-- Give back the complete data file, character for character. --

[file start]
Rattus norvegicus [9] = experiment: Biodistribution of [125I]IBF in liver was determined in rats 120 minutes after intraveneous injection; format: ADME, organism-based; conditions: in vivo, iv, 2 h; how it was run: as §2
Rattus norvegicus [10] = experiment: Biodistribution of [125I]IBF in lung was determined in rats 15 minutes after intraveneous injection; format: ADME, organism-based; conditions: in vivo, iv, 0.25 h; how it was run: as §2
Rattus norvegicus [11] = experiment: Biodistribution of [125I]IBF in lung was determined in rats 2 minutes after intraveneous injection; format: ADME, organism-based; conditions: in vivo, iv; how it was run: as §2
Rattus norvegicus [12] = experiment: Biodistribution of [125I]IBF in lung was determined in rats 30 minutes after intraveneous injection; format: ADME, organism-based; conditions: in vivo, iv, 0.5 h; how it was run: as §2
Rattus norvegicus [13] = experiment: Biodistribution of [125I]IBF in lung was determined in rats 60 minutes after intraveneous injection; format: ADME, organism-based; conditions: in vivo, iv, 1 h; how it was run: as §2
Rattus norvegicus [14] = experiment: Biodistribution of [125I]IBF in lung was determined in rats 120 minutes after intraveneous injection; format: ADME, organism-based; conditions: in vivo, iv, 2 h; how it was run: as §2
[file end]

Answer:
Rattus norvegicus [9] = experiment: Biodistribution of [125I]IBF in liver was determined in rats 120 minutes after intraveneous injection; format: ADME, organism-based; conditions: in vivo, iv, 2 h; how it was run: as §2
Rattus norvegicus [10] = experiment: Biodistribution of [125I]IBF in lung was determined in rats 15 minutes after intraveneous injection; format: ADME, organism-based; conditions: in vivo, iv, 0.25 h; how it was run: as §2
Rattus norvegicus [11] = experiment: Biodistribution of [125I]IBF in lung was determined in rats 2 minutes after intraveneous injection; format: ADME, organism-based; conditions: in vivo, iv; how it was run: as §2
Rattus norvegicus [12] = experiment: Biodistribution of [125I]IBF in lung was determined in rats 30 minutes after intraveneous injection; format: ADME, organism-based; conditions: in vivo, iv, 0.5 h; how it was run: as §2
Rattus norvegicus [13] = experiment: Biodistribution of [125I]IBF in lung was determined in rats 60 minutes after intraveneous injection; format: ADME, organism-based; conditions: in vivo, iv, 1 h; how it was run: as §2
Rattus norvegicus [14] = experiment: Biodistribution of [125I]IBF in lung was determined in rats 120 minutes after intraveneous injection; format: ADME, organism-based; conditions: in vivo, iv, 2 h; how it was run: as §2